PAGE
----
In the Greater Mekong Subregion (GMS), natural capital accounts for 20%–55% of the total wealth of countries and has been a key contributor to the region’s rapid economic growth over the last 30 years. Agriculture (including forestry) is the subregion’s main source of employment. The Mekong River supports the world’s largest inland fishery, with annual turnover of up to $3.9 billion (link is external). Natural capital also sustains the manufacturing and service sectors, including Viet Nam’s thriving furniture industry, as well as tourism for the GMS and the entire Asia-Pacific region.

The poor directly depend on natural capital

Nearly three quarters of the world’s poorest citizens are directly dependent on natural capital: 50 per cent are smallholder farmers, 20 per cent are rural labourers, and 10 per cent depend on herding, fishing and forestry (link is external). Land, water, marine,and soil degradation, consequently reduce fishing and agricultural yields, drastically lowering the earning capacity of groups.

Nearly 200 million people directly depend on the forest for their non-timber forest products, medicine, food and fuel, as well as other subsistence needs.

90% of fisheries jobs across the region are small-scale, with millions of people working across the value chains. 

The “GDP of the poor,” an indicator of household income in rural and natural asset–dependent communities, illustrates the significant dependence of rural poor on natural capital. In Indonesia, while agriculture, forestry, and fisheries have an aggregate value of 11% of GDP, but for poor households (99 million in total), this increases to 75%. In India it as much as 53%.

The region’s urban poor are also particularly vulnerable to the negative impacts of degraded natural capital in cities. Living in densely populated slums with no access to safe water and sanitation, exposed to air and water pollution, and often surrounded by hazardous wastes, they constantly face and suffer from health risks. As well, they are the most affected by climate impacts such as urban heat and flooding.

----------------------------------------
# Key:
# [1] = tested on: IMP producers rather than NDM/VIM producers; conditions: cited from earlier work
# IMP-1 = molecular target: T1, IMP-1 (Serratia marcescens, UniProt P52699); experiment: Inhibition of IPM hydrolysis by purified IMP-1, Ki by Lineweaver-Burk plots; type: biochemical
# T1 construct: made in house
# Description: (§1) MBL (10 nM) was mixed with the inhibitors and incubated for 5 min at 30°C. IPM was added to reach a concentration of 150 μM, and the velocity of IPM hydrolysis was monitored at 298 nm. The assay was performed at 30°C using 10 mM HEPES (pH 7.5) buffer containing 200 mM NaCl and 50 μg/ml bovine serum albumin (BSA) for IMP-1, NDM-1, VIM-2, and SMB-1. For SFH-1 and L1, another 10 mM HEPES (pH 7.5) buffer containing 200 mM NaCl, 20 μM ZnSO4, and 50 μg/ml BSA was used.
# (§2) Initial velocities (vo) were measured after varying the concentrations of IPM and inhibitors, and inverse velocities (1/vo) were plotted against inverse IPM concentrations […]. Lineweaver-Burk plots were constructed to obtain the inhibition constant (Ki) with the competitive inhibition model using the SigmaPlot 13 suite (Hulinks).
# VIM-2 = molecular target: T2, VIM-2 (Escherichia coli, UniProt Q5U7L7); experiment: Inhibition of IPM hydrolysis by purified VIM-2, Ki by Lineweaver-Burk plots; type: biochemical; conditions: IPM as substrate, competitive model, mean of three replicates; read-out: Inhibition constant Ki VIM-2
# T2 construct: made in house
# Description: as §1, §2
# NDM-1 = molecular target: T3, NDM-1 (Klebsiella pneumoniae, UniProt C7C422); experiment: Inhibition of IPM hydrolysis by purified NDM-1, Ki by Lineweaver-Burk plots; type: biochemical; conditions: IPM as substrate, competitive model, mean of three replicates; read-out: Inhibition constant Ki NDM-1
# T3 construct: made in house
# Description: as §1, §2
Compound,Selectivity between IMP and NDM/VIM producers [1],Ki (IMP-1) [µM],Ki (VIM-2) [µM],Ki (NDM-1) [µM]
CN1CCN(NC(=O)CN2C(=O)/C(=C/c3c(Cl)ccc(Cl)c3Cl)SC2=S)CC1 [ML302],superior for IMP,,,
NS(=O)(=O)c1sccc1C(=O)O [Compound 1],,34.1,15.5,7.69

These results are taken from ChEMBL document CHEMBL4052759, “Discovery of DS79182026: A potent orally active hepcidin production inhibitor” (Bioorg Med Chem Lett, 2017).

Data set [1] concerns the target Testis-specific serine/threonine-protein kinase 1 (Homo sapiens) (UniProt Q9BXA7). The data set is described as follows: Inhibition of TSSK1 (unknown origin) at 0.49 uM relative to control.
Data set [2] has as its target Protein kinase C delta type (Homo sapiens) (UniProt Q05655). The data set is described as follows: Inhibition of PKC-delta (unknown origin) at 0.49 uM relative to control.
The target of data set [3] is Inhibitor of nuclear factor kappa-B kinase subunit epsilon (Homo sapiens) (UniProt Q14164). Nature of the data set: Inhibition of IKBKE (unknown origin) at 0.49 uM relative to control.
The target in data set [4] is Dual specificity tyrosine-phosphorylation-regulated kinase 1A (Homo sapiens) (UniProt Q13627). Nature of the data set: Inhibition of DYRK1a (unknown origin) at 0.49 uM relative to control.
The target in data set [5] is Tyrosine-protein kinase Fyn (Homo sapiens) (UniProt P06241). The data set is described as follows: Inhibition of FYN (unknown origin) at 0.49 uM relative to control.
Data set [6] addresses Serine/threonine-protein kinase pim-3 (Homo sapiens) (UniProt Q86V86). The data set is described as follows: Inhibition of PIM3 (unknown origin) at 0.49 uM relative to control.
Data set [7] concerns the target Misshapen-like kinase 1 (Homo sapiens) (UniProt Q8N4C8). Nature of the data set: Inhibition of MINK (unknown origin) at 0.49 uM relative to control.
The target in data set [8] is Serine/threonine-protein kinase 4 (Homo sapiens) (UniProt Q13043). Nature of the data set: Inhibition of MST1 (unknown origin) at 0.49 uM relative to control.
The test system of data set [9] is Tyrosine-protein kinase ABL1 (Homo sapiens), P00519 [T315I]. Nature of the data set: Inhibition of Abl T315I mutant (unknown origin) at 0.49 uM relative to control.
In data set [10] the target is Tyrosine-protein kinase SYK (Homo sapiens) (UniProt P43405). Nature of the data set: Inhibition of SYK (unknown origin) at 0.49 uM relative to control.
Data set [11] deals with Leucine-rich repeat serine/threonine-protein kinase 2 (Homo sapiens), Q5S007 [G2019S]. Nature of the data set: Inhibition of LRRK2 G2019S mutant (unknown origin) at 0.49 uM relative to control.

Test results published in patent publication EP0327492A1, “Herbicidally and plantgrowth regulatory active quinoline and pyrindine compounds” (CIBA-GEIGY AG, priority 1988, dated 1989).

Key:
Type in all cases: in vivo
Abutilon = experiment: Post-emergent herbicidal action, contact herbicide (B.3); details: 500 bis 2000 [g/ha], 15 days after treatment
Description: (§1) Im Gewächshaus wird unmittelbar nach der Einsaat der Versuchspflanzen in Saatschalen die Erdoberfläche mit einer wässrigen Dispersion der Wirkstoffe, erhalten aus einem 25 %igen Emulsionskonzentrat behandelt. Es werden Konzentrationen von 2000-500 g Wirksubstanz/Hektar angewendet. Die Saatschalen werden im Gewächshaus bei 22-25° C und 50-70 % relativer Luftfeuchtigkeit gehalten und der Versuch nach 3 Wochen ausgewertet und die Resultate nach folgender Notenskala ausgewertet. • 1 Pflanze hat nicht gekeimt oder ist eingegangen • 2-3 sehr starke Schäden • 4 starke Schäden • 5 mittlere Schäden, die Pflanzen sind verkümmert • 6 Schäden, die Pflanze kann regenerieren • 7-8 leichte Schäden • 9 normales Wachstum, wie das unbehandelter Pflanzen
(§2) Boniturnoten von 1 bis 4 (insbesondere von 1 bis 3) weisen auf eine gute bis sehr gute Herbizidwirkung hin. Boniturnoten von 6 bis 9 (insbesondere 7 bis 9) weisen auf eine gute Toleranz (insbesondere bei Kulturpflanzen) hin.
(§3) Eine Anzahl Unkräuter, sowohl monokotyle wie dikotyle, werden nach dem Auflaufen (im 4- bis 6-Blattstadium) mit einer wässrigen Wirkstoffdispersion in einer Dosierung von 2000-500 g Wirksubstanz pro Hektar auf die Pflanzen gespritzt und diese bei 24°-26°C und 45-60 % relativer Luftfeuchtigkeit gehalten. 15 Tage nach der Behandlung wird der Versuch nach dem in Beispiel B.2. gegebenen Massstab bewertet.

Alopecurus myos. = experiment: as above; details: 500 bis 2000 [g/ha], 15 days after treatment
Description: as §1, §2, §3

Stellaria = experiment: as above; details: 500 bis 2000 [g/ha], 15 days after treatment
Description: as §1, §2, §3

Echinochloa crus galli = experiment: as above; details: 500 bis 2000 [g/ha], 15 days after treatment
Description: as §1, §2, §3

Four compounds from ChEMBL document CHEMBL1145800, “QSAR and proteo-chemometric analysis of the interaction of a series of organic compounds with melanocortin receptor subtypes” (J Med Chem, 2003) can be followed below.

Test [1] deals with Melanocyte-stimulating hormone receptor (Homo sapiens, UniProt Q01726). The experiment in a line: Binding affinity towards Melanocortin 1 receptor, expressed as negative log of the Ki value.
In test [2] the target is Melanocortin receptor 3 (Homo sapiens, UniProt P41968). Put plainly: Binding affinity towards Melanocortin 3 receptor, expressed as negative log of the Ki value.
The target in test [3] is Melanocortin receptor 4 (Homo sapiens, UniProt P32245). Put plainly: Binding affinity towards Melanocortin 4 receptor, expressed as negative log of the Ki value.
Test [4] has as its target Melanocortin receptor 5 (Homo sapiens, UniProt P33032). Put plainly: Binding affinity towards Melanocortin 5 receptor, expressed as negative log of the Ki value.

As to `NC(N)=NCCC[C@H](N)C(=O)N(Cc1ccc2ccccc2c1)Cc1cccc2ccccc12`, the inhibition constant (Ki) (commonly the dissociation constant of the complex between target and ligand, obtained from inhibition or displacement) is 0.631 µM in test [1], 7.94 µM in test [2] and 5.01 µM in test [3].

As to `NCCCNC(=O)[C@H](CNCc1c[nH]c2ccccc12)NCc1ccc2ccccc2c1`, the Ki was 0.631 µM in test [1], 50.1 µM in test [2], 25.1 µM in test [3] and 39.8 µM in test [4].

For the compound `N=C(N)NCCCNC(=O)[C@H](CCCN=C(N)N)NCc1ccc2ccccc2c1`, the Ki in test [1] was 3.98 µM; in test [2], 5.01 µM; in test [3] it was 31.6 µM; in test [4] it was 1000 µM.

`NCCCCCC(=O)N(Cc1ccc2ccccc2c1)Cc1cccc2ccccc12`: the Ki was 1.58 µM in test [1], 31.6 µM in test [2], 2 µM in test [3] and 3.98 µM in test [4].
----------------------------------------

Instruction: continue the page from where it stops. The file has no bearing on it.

Natural capital underpins food and water security for the region and the rest of the world

Agro-ecosystems in the region represent 30 per cent of the world’s agricultural land and 87 per cent of the world’s small farms, most of which support a wide range of native crops. By weight, more than 50 percent of the world's catch of marine and river fish and 89 percent of global aquaculture comes from the region.

People in the region are heavily dependent on fisheries for food, with aquaculture growing by nearly 7 per cent annually. More than 120 million people in the Coral Triangle alone depend directly on marine and coastal resources for their food security and livelihoods.

Of the total population of 333 million people in the Greater Mekong Subregion (GMS), more than 60 million (mostly rural poor) depend directly on natural capital for their daily energy, food, water, and income needs (link is external). Fisheries provide 47%–80% of animal protein consumed in the GMS, and more than 80% of Cambodian and Lao PDR households depend on biomass for cooking and lighting.